"Look, I think there’s an acknowledgment that for any professional sports franchise to work in Vegas, is it going to be supported locally? Not necessarily by the casinos."
On the other hand, being the first pro team in Vegas is also an alluring proposition.
"Look, if the theory is that a market can support a professional sports franchise, by being first you’re -- you know when there’s only so many dollars in a market -- you’re getting those dollars committed to you as opposed to having to compete with somebody else for those dollars," said Daly.
But before expanding, you have to ensure that you’ve got 30 healthy markets. And while about a year ago at this time it felt like the NHL had finally achieved that, the attendance woes in Florida this season and the ongoing but not completed ownership transfer to Andrew Barroway in Arizona have raised questions.
"Arizona and Florida are not moving," Daly said with conviction.
Asked specifically about Panthers owner Vinnie Viola and the team’s future, Bettman was even stronger:
"I don't think anybody should be focused on the Panthers as a relocation candidate," said the commish. "So let me repeat that again so it doesn't get lost: Nobody should be focusing on the Panthers as a relocation candidate. Period. It's inconsistent with everything we know and believe, it's inconsistent with everything Vinnie Viola would be telling me and inconsistent meaning he has no intention of moving the club. He is committed to South Florida."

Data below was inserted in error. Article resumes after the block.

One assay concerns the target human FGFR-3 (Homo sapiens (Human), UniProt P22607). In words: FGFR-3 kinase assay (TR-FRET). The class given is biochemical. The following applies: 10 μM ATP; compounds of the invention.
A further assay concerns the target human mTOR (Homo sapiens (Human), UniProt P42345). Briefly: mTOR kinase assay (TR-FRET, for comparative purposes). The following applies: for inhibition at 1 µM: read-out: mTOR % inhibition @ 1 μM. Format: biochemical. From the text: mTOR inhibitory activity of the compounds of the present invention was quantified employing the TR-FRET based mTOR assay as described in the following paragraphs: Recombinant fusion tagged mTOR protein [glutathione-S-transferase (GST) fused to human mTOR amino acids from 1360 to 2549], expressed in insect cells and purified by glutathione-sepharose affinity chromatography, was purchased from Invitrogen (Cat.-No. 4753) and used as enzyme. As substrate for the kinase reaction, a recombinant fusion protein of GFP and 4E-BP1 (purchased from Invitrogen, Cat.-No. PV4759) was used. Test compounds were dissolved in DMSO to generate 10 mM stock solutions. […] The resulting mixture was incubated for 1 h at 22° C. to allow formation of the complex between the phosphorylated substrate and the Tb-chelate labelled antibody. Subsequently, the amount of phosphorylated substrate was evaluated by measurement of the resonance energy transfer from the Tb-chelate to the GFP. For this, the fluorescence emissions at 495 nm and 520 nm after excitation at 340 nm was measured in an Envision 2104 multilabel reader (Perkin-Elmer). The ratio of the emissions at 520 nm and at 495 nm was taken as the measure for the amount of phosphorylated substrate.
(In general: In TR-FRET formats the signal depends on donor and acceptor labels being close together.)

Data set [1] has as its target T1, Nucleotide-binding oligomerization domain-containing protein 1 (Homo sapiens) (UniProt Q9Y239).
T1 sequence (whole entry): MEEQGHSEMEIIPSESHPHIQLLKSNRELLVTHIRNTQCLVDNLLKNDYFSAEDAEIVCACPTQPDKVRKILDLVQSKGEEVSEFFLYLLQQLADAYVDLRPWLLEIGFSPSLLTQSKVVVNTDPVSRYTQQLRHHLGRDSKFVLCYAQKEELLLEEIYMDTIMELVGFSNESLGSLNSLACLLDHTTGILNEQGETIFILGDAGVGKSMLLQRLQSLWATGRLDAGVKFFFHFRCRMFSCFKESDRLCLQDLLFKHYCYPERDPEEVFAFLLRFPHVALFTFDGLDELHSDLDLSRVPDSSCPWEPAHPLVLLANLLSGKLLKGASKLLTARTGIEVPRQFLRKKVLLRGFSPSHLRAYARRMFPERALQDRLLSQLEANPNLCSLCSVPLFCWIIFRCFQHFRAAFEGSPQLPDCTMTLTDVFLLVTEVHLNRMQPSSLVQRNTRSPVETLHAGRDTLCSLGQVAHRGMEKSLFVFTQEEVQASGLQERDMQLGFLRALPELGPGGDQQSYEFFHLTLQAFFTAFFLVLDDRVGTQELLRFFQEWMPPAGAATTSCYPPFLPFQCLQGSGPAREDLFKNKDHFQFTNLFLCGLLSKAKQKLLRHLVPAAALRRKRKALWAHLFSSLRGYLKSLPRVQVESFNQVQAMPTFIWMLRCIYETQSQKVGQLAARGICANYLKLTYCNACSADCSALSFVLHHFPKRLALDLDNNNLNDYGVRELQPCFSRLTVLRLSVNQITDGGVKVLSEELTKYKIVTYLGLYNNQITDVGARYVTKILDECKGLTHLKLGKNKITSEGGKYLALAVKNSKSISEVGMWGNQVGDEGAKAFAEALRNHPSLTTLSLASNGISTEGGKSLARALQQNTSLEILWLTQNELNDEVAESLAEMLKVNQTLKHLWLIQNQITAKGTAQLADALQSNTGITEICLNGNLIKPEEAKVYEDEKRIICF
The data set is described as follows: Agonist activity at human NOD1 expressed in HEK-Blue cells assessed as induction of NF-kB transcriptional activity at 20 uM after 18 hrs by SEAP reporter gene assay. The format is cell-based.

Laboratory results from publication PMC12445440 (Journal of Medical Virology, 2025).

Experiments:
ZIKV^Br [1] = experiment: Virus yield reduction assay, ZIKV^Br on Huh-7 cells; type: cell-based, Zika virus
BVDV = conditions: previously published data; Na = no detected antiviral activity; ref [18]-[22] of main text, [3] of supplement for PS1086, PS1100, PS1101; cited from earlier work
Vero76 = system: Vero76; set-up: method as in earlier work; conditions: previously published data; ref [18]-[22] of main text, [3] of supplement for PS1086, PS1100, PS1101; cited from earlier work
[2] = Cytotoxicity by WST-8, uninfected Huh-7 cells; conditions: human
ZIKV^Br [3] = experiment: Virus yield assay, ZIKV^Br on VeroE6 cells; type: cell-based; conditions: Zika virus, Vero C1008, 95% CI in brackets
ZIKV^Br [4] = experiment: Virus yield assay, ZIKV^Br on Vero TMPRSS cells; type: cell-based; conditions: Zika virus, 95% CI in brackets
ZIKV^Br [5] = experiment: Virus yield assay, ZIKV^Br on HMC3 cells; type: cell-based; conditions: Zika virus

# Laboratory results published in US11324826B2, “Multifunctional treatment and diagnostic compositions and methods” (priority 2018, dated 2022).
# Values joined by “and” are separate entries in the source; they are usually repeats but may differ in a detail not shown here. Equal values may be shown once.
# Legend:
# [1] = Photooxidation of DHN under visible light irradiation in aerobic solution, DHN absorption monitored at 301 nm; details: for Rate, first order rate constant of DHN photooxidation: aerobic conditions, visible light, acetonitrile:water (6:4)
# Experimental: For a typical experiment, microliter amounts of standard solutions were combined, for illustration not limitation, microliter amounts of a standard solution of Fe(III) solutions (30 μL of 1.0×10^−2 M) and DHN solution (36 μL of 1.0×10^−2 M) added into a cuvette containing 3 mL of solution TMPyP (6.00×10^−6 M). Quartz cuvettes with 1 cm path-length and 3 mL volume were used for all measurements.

We’re not here to say Bettman isn’t being candid. There’s no question he’s going to do everything he can to keep the Panthers in Florida, just as he has with the Coyotes in Arizona over the past several years.
Having said that -- just to play devil’s advocate -- it’s not like the league ever announced publicly that the Thrashers were leaving Atlanta until the day it actually happened.
So who really knows, right?
Asked if the Coyotes and Panthers were stable franchises, Daly answered: "Yes, 100 percent."
And if that’s how the league truly feels, then expansion is on the horizon over the next two to three years.
First things first, though, the citizens of Las Vegas have to prove they want a team.